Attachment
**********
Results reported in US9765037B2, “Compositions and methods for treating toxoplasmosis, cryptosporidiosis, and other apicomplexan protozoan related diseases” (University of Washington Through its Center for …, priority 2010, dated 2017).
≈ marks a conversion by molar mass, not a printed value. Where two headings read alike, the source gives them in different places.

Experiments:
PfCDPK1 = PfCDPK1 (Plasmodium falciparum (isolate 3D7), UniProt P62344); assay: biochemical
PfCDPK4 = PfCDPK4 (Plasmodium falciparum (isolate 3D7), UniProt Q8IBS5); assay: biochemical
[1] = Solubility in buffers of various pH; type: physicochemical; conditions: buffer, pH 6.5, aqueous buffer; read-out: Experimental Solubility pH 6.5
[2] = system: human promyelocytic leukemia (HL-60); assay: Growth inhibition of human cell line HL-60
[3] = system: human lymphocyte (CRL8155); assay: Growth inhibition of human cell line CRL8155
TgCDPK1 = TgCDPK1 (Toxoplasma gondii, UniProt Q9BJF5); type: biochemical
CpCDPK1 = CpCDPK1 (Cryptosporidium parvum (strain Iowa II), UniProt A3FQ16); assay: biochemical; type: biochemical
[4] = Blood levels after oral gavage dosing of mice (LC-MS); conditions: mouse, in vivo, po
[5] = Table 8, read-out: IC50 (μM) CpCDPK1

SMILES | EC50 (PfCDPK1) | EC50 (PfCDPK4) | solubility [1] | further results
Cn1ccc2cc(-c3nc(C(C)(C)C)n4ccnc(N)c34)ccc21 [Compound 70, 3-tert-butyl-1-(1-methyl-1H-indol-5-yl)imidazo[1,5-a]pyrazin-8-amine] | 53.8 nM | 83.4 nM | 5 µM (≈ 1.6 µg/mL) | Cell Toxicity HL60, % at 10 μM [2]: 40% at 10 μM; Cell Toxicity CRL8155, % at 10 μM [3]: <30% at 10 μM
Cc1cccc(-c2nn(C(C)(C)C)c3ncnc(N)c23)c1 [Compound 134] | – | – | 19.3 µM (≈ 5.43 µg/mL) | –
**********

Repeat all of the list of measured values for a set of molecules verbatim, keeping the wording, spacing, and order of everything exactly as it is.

Results reported in US9765037B2, “Compositions and methods for treating toxoplasmosis, cryptosporidiosis, and other apicomplexan protozoan related diseases” (University of Washington Through its Center for …, priority 2010, dated 2017).
≈ marks a conversion by molar mass, not a printed value. Where two headings read alike, the source gives them in different places.

Experiments:
PfCDPK1 = PfCDPK1 (Plasmodium falciparum (isolate 3D7), UniProt P62344); assay: biochemical
PfCDPK4 = PfCDPK4 (Plasmodium falciparum (isolate 3D7), UniProt Q8IBS5); assay: biochemical
[1] = Solubility in buffers of various pH; type: physicochemical; conditions: buffer, pH 6.5, aqueous buffer; read-out: Experimental Solubility pH 6.5
[2] = system: human promyelocytic leukemia (HL-60); assay: Growth inhibition of human cell line HL-60
[3] = system: human lymphocyte (CRL8155); assay: Growth inhibition of human cell line CRL8155
TgCDPK1 = TgCDPK1 (Toxoplasma gondii, UniProt Q9BJF5); type: biochemical
CpCDPK1 = CpCDPK1 (Cryptosporidium parvum (strain Iowa II), UniProt A3FQ16); assay: biochemical; type: biochemical
[4] = Blood levels after oral gavage dosing of mice (LC-MS); conditions: mouse, in vivo, po
[5] = Table 8, read-out: IC50 (μM) CpCDPK1

SMILES | EC50 (PfCDPK1) | EC50 (PfCDPK4) | solubility [1] | further results
Cn1ccc2cc(-c3nc(C(C)(C)C)n4ccnc(N)c34)ccc21 [Compound 70, 3-tert-butyl-1-(1-methyl-1H-indol-5-yl)imidazo[1,5-a]pyrazin-8-amine] | 53.8 nM | 83.4 nM | 5 µM (≈ 1.6 µg/mL) | Cell Toxicity HL60, % at 10 μM [2]: 40% at 10 μM; Cell Toxicity CRL8155, % at 10 μM [3]: <30% at 10 μM
Cc1cccc(-c2nn(C(C)(C)C)c3ncnc(N)c23)c1 [Compound 134] | – | – | 19.3 µM (≈ 5.43 µg/mL) | –